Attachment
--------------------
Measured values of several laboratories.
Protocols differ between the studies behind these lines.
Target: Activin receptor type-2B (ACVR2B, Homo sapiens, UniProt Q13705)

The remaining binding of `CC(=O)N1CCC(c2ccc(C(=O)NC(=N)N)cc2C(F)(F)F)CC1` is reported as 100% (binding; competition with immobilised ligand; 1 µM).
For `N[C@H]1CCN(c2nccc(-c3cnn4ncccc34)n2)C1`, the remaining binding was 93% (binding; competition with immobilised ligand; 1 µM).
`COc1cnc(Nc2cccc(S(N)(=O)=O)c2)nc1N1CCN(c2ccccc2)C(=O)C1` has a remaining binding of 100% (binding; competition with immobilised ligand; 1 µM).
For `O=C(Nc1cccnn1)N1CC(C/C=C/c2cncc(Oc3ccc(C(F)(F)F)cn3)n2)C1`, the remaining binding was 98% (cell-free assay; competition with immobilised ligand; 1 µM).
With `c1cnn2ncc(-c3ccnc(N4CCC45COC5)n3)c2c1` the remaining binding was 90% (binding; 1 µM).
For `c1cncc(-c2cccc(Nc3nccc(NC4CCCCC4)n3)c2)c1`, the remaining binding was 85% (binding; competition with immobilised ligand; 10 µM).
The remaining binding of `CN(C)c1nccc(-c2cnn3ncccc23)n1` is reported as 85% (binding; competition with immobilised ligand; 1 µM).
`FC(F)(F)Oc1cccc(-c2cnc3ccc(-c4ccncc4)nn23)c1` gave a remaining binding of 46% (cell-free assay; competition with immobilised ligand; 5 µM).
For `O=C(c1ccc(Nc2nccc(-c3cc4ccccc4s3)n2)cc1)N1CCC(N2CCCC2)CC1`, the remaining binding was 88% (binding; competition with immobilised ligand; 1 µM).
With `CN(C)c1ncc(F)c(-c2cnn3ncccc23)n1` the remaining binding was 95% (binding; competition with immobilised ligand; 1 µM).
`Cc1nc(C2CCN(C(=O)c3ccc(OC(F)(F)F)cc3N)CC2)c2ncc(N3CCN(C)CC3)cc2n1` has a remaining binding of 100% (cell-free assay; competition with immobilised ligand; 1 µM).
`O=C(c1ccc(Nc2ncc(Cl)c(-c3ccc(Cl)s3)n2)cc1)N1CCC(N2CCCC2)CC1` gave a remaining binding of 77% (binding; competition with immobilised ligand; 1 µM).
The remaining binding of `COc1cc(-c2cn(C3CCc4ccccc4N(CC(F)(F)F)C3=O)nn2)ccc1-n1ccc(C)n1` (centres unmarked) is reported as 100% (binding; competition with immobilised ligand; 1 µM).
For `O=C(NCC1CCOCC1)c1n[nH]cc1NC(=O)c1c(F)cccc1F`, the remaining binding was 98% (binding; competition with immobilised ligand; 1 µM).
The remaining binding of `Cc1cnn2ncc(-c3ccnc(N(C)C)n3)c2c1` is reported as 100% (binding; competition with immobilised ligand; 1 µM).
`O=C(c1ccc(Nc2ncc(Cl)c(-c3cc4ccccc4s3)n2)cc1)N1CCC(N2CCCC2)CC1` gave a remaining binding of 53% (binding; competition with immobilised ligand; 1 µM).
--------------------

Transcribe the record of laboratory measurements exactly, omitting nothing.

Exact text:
Measured values of several laboratories.
Protocols differ between the studies behind these lines.
Target: Activin receptor type-2B (ACVR2B, Homo sapiens, UniProt Q13705)

The remaining binding of `CC(=O)N1CCC(c2ccc(C(=O)NC(=N)N)cc2C(F)(F)F)CC1` is reported as 100% (binding; competition with immobilised ligand; 1 µM).
For `N[C@H]1CCN(c2nccc(-c3cnn4ncccc34)n2)C1`, the remaining binding was 93% (binding; competition with immobilised ligand; 1 µM).
`COc1cnc(Nc2cccc(S(N)(=O)=O)c2)nc1N1CCN(c2ccccc2)C(=O)C1` has a remaining binding of 100% (binding; competition with immobilised ligand; 1 µM).
For `O=C(Nc1cccnn1)N1CC(C/C=C/c2cncc(Oc3ccc(C(F)(F)F)cn3)n2)C1`, the remaining binding was 98% (cell-free assay; competition with immobilised ligand; 1 µM).
With `c1cnn2ncc(-c3ccnc(N4CCC45COC5)n3)c2c1` the remaining binding was 90% (binding; 1 µM).
For `c1cncc(-c2cccc(Nc3nccc(NC4CCCCC4)n3)c2)c1`, the remaining binding was 85% (binding; competition with immobilised ligand; 10 µM).
The remaining binding of `CN(C)c1nccc(-c2cnn3ncccc23)n1` is reported as 85% (binding; competition with immobilised ligand; 1 µM).
`FC(F)(F)Oc1cccc(-c2cnc3ccc(-c4ccncc4)nn23)c1` gave a remaining binding of 46% (cell-free assay; competition with immobilised ligand; 5 µM).
For `O=C(c1ccc(Nc2nccc(-c3cc4ccccc4s3)n2)cc1)N1CCC(N2CCCC2)CC1`, the remaining binding was 88% (binding; competition with immobilised ligand; 1 µM).
With `CN(C)c1ncc(F)c(-c2cnn3ncccc23)n1` the remaining binding was 95% (binding; competition with immobilised ligand; 1 µM).
`Cc1nc(C2CCN(C(=O)c3ccc(OC(F)(F)F)cc3N)CC2)c2ncc(N3CCN(C)CC3)cc2n1` has a remaining binding of 100% (cell-free assay; competition with immobilised ligand; 1 µM).
`O=C(c1ccc(Nc2ncc(Cl)c(-c3ccc(Cl)s3)n2)cc1)N1CCC(N2CCCC2)CC1` gave a remaining binding of 77% (binding; competition with immobilised ligand; 1 µM).
The remaining binding of `COc1cc(-c2cn(C3CCc4ccccc4N(CC(F)(F)F)C3=O)nn2)ccc1-n1ccc(C)n1` (centres unmarked) is reported as 100% (binding; competition with immobilised ligand; 1 µM).
For `O=C(NCC1CCOCC1)c1n[nH]cc1NC(=O)c1c(F)cccc1F`, the remaining binding was 98% (binding; competition with immobilised ligand; 1 µM).
The remaining binding of `Cc1cnn2ncc(-c3ccnc(N(C)C)n3)c2c1` is reported as 100% (binding; competition with immobilised ligand; 1 µM).
`O=C(c1ccc(Nc2ncc(Cl)c(-c3cc4ccccc4s3)n2)cc1)N1CCC(N2CCCC2)CC1` gave a remaining binding of 53% (binding; competition with immobilised ligand; 1 µM).